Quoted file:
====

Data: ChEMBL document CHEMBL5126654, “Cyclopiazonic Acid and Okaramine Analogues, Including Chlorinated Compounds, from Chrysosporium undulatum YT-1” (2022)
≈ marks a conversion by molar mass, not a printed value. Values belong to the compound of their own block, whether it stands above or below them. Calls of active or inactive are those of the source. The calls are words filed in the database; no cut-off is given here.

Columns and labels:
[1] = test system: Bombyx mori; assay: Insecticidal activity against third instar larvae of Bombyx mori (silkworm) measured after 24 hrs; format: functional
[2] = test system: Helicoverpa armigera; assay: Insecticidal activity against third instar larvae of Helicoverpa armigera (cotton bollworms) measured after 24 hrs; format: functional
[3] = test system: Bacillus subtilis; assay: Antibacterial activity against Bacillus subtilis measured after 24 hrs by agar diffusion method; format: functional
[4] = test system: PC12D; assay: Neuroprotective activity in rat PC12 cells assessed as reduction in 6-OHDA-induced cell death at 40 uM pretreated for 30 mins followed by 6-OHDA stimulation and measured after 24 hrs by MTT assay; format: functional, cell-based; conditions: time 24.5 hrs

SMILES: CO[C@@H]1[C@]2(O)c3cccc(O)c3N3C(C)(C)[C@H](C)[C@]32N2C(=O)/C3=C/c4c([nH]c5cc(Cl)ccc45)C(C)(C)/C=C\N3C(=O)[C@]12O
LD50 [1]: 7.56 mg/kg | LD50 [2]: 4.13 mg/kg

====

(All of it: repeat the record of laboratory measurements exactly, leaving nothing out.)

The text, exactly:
Data: ChEMBL document CHEMBL5126654, “Cyclopiazonic Acid and Okaramine Analogues, Including Chlorinated Compounds, from Chrysosporium undulatum YT-1” (2022)
≈ marks a conversion by molar mass, not a printed value. Values belong to the compound of their own block, whether it stands above or below them. Calls of active or inactive are those of the source. The calls are words filed in the database; no cut-off is given here.

Columns and labels:
[1] = test system: Bombyx mori; assay: Insecticidal activity against third instar larvae of Bombyx mori (silkworm) measured after 24 hrs; format: functional
[2] = test system: Helicoverpa armigera; assay: Insecticidal activity against third instar larvae of Helicoverpa armigera (cotton bollworms) measured after 24 hrs; format: functional
[3] = test system: Bacillus subtilis; assay: Antibacterial activity against Bacillus subtilis measured after 24 hrs by agar diffusion method; format: functional
[4] = test system: PC12D; assay: Neuroprotective activity in rat PC12 cells assessed as reduction in 6-OHDA-induced cell death at 40 uM pretreated for 30 mins followed by 6-OHDA stimulation and measured after 24 hrs by MTT assay; format: functional, cell-based; conditions: time 24.5 hrs

SMILES: CO[C@@H]1[C@]2(O)c3cccc(O)c3N3C(C)(C)[C@H](C)[C@]32N2C(=O)/C3=C/c4c([nH]c5cc(Cl)ccc45)C(C)(C)/C=C\N3C(=O)[C@]12O
LD50 [1]: 7.56 mg/kg | LD50 [2]: 4.13 mg/kg